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How We Discovered That Christopher Columbus Didn’t Get to America First

And why it doesn’t really matter if he was 500 years too late.

 

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This Government Shutdown Won’t Be Our Last

Get used to government shutdowns. Serious budget problems are a common feature of large states in decline.

 

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The Gun Club

The history of citizen ownership of firearms isn’t just about protection against tyranny; it’s also about forcing subjects to defend tyranny.

 

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The Protestant Work Ethic Is Real

Thanks to a recent paper in the Journal of Economic Behavior & Organization, we finally have some answers for why Americans work so hard.

 

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Why Does Citizenship Matter?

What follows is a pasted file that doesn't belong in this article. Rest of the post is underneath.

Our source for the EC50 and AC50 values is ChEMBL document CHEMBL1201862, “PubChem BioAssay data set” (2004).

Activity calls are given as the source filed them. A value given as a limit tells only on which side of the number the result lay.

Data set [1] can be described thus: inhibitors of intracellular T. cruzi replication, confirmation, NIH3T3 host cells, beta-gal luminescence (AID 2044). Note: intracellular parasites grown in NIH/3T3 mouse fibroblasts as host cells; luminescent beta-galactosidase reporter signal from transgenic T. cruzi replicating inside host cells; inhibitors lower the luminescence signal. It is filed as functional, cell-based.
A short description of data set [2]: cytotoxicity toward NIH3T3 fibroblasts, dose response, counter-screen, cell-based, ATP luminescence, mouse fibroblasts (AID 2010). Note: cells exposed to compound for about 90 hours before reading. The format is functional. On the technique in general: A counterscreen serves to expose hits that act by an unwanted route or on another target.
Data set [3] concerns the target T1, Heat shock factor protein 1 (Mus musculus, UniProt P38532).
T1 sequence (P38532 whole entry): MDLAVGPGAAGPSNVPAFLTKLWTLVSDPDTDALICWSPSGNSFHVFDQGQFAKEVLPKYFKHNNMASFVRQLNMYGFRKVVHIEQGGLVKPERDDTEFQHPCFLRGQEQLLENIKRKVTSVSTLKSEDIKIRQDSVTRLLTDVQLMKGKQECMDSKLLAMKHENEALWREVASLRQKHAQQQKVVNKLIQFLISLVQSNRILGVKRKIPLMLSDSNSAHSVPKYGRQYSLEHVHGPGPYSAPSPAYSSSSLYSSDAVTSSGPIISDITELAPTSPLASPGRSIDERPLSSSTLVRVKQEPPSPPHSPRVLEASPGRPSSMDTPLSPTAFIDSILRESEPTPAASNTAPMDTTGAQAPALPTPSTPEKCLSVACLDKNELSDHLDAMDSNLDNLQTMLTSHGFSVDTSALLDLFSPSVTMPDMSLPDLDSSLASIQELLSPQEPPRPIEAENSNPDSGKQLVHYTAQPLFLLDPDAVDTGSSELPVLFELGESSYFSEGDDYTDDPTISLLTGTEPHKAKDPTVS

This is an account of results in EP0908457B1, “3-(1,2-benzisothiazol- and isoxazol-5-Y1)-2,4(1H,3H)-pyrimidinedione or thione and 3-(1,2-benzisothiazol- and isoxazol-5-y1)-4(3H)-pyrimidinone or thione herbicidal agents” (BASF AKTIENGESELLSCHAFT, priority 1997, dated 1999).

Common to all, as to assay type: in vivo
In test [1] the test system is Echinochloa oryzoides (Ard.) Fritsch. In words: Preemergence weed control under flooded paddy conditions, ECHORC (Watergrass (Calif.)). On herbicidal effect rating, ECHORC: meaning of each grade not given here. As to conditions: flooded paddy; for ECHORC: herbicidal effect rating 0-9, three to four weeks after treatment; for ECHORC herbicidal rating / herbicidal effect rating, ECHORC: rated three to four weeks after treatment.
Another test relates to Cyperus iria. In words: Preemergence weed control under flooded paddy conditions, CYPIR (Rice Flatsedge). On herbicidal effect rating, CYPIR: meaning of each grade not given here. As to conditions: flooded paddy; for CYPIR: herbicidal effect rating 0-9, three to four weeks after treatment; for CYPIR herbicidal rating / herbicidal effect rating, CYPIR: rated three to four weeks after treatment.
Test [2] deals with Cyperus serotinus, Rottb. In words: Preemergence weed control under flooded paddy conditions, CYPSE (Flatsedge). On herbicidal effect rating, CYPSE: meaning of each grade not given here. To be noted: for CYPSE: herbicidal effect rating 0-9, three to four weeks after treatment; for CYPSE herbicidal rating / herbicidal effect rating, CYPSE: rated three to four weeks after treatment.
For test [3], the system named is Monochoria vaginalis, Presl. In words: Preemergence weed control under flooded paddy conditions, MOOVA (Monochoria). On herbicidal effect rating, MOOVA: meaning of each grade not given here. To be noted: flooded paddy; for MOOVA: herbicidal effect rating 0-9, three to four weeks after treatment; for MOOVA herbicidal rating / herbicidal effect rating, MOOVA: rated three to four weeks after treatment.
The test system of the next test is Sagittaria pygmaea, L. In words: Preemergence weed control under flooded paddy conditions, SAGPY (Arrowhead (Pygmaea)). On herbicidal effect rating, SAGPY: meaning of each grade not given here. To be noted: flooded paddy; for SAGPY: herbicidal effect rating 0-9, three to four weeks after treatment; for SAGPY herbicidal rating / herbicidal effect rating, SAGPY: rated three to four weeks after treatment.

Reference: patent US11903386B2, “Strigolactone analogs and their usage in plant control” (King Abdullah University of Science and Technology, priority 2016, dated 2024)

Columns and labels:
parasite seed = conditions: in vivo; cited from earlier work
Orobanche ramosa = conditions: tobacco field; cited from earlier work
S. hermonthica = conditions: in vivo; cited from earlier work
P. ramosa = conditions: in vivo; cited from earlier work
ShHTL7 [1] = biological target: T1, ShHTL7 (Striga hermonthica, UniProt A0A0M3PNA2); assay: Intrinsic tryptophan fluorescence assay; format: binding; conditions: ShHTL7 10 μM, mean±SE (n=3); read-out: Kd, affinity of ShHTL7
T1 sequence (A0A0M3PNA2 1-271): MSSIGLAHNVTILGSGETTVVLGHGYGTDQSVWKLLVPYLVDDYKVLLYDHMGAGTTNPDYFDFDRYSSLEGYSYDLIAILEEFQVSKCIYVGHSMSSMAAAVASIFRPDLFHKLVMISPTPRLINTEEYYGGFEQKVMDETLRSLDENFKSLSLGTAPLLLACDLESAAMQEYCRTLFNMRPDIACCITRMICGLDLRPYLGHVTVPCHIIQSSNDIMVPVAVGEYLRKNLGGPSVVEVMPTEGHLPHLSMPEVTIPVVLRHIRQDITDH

How national affiliation became such an important part of our personal identity.

 

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A Brief History of the Great Gay Olympics

Russian legislators have said they will enforce new anti-gay laws during the 2014 Sochi Winter Olympics, but the ancient athletic games started out as little more than a gigantic festival of homoerotic excess.

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Your Brain Decides Whether to Trust Someone in Milliseconds

We can determine trustworthiness even when we’re only subliminally aware of the other person.

Young, Undocumented, and Invisible

While young migrant workers struggle under poor working conditions, U.S. policy has done little to help.

Education, Interrupted

When it comes to educational access, young Syrian refugees are becoming a “lost generation.”

No, Smartphone-Loss Anxiety Disorder Isn’t Real

But people are anxious about losing their phones, even if they don’t do much to protect them.

Being a Couch Potato: Not So Bad After All?

For those who feel guilty about watching TV, a new study provides redemption.

The Big One

One in two full-time American fast-food workers' families are enrolled in public assistance programs, at a cost of $7 billion per year. July/August 2014 fast-food-big-one